Kathleen Barnes’ (LINK: www.kathleenbarnes.com) most recent book, Food Is Medicine: 101 Prescriptions from the Garden, is a comprehensive guide to the healing power of food, much of which you can grow in your own garden or buy at your local farmers market. Barnes offers food-based solutions to 101 health problems-ranging from the simplest—cuts and bruises, acne, insect bites or splitting nails—to the complex and serious ones, like diabetes, heart disease and cancer and dozens that fall in between.

Her early experience in the natural health movement began in the early ‘70s when, just out of college, Barnes’ friends and family thought she was “a little wacky” when she started talking about natural healing.

They asked:

  • Why brew a cup of sage tea when it was easier to take a swig of sugar- and drug-laden cough medicine?
  • Why wrap an infected cut with chewed wood sorrel rather than slapping on a little triple antibiotic from a tube?
  • Why chew a few fennel seeds or drink a cup of peppermint tea rather than take a Tums?
  • Why compost kitchen scraps when it is so easy to buy a bag of compost at the big-box garden center?
  • Why slave away under a hot sun, watering and weeding and battling bugs and blights, when a juicy tomato was as close as the local supermarket?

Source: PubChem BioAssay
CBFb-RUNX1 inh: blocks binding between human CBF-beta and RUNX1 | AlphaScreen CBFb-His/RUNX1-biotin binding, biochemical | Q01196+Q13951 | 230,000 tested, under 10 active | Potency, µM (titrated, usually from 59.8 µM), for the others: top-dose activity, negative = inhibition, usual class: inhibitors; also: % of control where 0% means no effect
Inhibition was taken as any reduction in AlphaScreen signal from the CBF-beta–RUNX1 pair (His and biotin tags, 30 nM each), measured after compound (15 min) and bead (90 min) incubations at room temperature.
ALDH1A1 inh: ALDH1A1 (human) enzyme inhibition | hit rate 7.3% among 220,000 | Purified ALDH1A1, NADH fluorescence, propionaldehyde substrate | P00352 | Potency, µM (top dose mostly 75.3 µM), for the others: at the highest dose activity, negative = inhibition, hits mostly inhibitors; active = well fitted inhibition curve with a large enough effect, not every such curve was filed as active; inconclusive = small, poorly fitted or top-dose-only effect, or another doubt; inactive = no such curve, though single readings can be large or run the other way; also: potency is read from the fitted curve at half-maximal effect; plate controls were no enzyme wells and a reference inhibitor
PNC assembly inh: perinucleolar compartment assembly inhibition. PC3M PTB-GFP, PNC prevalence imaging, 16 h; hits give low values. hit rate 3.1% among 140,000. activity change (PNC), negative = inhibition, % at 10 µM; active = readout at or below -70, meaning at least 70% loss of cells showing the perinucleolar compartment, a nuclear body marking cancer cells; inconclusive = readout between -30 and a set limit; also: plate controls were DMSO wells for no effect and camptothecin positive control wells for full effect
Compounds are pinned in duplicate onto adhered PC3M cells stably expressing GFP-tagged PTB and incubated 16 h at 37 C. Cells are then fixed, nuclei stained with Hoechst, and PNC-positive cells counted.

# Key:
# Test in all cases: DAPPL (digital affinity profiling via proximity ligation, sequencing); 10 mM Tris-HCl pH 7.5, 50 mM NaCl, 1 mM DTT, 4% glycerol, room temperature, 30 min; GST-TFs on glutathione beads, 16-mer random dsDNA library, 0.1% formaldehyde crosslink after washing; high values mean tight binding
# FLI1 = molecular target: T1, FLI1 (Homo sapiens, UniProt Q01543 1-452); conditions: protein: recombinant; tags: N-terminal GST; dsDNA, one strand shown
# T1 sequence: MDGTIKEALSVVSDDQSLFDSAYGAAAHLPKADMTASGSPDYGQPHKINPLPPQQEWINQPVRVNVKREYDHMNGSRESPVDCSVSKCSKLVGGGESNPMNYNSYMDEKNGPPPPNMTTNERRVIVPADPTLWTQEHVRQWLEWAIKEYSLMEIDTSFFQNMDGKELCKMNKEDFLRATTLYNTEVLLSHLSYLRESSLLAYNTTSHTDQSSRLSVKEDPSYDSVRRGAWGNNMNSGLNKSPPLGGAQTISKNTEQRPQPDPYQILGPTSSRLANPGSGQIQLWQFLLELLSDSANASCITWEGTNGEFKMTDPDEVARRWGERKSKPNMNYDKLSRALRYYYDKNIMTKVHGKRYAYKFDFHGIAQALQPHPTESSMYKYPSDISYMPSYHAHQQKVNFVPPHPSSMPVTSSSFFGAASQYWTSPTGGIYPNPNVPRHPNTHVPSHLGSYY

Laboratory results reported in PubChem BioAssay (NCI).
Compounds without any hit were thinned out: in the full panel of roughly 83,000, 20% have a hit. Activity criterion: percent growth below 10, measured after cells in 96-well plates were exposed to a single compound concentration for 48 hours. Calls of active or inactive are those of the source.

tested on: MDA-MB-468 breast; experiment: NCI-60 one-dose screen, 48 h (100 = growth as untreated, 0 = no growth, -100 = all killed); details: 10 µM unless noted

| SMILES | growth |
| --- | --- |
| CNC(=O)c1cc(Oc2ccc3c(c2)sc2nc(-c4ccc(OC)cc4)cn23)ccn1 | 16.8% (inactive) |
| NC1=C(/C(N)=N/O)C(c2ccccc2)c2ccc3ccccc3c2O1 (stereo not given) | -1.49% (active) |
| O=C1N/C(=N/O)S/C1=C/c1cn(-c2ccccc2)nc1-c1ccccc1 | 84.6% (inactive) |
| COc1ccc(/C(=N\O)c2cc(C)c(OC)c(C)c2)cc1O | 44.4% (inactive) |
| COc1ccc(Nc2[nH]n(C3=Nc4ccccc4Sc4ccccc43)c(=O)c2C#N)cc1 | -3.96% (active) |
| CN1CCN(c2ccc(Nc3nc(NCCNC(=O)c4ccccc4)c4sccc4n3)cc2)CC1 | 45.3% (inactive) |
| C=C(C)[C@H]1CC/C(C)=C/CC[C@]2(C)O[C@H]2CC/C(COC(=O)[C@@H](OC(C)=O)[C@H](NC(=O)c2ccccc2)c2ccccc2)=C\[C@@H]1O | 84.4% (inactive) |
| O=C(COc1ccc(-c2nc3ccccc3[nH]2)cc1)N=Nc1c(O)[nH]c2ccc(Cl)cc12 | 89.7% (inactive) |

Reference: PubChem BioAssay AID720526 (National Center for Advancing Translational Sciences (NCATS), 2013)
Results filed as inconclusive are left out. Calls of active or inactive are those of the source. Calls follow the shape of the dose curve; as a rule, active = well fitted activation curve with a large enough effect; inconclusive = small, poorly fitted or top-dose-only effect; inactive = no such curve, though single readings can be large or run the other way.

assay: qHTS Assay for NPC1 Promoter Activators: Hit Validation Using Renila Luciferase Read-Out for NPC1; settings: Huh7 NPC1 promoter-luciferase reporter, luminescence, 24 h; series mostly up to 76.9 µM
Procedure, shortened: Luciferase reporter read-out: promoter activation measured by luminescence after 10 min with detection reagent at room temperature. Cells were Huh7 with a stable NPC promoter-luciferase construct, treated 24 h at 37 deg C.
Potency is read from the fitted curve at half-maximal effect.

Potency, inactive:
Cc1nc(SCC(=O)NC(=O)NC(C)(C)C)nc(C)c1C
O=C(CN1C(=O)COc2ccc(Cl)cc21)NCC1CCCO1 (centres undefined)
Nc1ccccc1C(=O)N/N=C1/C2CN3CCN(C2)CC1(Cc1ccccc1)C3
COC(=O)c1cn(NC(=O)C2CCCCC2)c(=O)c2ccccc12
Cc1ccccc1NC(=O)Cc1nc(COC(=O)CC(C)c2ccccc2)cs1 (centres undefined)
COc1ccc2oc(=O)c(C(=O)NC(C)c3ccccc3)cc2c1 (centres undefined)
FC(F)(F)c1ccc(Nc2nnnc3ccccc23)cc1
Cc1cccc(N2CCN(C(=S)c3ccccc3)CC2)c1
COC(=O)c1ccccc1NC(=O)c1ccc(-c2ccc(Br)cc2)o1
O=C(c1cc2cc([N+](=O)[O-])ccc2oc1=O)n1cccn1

Why? Because all of these remedies and a simple lifestyle contribute to health and longevity, she told friends and family and anyone who would listen. Even when Barnes was in her twenties, health and longevity were her goals. More than 40 years later, they still are.

And, happily, in 2015, millions more have joined her “wacky” ways. Today, natural remedies are found on every drugstore shelf. Even the smallest of towns, like Barnes’ beloved mountain town of Brevard, NC, have thriving farmers’ markets, health food stores and cooperative gardens. Today, most of us are aware that eating five or more servings of fruits and vegetables daily can prevent and even treat a host of diseases and illnesses. More and more of us are becoming aware of the importance of eating fresh wholesome local food that can keep us healthy, prevent disease and extend our lives. Many of us are trying to save money by growing our own food. Some of us even know the secrets of treating ailments and illnesses with herbs, fruits and vegetables.

In this book, Barnes makes those secrets common knowledge. She shares the road to good health through the freshest of fruits and vegetables, what she has learned about health and healing with the right foods grown the right way.

While she realizes it is not realistic in our time-pressured modern world to expect her readers to grow every fruit and vegetable mentioned in Food Is Medicine, she opens the door to the secrets of healing with everyday foods available to everyone close to home.

Publisher: Take Charge Books, Brevard, North Carolina